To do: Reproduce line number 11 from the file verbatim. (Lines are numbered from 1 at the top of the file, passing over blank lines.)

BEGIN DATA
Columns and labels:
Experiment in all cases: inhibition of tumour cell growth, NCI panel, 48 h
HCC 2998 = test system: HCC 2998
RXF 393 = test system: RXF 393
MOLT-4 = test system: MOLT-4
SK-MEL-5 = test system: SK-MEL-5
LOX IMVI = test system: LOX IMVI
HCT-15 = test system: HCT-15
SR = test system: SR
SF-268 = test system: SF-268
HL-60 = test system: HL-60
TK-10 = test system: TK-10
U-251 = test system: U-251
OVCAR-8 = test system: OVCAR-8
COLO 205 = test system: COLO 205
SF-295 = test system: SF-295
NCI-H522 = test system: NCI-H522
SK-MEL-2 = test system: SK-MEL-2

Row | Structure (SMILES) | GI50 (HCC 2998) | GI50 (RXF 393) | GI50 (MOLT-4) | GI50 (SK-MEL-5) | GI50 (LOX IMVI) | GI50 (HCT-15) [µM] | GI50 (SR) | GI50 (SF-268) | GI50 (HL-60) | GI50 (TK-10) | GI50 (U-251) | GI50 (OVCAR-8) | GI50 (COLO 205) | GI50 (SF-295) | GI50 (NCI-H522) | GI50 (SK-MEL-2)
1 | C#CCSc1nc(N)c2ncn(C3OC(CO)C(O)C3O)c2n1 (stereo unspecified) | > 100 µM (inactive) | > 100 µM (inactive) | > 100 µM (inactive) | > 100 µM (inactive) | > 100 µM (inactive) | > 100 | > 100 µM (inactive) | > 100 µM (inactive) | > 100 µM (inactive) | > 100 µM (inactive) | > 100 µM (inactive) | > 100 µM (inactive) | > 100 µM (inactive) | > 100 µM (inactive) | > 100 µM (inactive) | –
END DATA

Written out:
HL-60 = test system: HL-60